• Routine equipment inspection checklist to ensure a safe environment in the facility.

These checklists can be dynamic and automatically include weekly or monthly checklists with a digital system.

Maintenance checklists need to be detailed enough that a brand new maintenance worker is given the information they need to do the task, but not so detailed they become lost. You can test this by giving the checklist to somebody in another department. They also need to come with time requirements, which should be generous enough not to rush people but realistic enough to keep them moving. All maintenance checklists should start and end with safety requirements to ensure that lockouts are done, and PPE is worn.

Checklists should be put together and regularly reviewed by the maintenance manager, but they should take impact from the manager, supervisor, and those senior technicians who know the checklists by heart. The last ensures that their institutional knowledge is not lost when they retire. It is important to listen to technicians. Sometimes they may adjust things because they do not see the point. Sometimes, they might come up with a more efficient way to do things that need to be reflected in the next version of the checklist.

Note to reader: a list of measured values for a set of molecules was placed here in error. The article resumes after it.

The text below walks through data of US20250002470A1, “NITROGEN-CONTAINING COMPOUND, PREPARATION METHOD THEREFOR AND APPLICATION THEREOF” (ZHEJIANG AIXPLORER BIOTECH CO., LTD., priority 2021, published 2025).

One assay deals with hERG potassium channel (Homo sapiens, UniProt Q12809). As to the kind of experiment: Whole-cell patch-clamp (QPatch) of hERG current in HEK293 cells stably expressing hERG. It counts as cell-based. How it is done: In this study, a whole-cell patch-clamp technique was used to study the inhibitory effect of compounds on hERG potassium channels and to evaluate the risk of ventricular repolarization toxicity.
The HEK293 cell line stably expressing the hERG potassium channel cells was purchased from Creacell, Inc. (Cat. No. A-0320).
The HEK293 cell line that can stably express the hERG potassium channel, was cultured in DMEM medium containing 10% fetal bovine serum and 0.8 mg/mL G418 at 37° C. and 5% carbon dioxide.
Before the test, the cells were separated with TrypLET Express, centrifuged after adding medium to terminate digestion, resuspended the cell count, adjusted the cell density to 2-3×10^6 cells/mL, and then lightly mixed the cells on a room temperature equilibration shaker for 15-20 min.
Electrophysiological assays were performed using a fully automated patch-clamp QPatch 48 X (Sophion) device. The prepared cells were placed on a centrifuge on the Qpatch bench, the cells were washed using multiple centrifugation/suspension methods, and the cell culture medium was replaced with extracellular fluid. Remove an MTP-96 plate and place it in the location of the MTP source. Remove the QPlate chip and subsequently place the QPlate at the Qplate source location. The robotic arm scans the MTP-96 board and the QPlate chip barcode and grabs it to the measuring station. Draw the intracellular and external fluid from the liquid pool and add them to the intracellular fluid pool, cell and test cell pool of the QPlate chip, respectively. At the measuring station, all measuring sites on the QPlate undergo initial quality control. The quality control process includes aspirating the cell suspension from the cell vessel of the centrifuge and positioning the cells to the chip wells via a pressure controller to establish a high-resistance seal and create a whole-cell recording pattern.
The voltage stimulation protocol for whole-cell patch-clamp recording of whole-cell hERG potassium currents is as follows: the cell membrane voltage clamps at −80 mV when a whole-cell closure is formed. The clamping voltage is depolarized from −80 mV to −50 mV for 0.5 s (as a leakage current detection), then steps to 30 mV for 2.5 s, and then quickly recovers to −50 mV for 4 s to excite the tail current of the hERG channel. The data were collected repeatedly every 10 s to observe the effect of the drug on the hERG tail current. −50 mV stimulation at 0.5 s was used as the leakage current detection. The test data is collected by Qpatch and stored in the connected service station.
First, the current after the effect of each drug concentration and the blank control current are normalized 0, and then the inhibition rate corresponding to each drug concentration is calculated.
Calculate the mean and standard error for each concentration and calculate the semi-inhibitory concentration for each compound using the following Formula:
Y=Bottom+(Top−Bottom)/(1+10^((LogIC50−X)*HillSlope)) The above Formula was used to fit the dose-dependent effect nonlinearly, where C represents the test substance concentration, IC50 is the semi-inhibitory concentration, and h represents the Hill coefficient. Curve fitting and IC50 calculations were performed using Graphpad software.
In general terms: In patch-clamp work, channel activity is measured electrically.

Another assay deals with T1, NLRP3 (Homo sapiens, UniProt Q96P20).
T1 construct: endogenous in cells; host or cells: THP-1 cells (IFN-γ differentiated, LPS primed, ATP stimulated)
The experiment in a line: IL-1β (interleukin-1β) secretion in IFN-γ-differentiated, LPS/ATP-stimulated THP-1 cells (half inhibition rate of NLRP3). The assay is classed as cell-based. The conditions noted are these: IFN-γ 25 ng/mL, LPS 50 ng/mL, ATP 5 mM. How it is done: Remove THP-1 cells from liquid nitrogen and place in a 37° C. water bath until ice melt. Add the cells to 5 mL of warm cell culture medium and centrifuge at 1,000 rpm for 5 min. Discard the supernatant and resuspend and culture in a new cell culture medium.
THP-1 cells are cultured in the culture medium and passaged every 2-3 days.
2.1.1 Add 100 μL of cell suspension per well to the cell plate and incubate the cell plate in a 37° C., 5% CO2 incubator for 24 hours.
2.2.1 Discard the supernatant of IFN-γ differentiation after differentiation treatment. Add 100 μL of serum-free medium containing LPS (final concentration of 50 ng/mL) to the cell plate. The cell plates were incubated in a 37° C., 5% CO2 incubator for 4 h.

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How do digital Maintenance Checklists help?

Traditionally, checklists involved clipboards that might be carried by a technician or hung close to the machine. Digital checklists on Mobile EAM systems have a number of advantages over this:

  1. Physical checklists can be moved, lost, knocked to the floor, etc. With the EAM system, workers can simply use their phones to access digital checklists, making it less likely that a checklist will be unavailable when needed. Workers also do not need to go to a location to pick up a checklist to carry on the floor, which can also save a lot of time.
  2. A supervisor can easily see whether a checklist has been completed correctly on their phone or computer.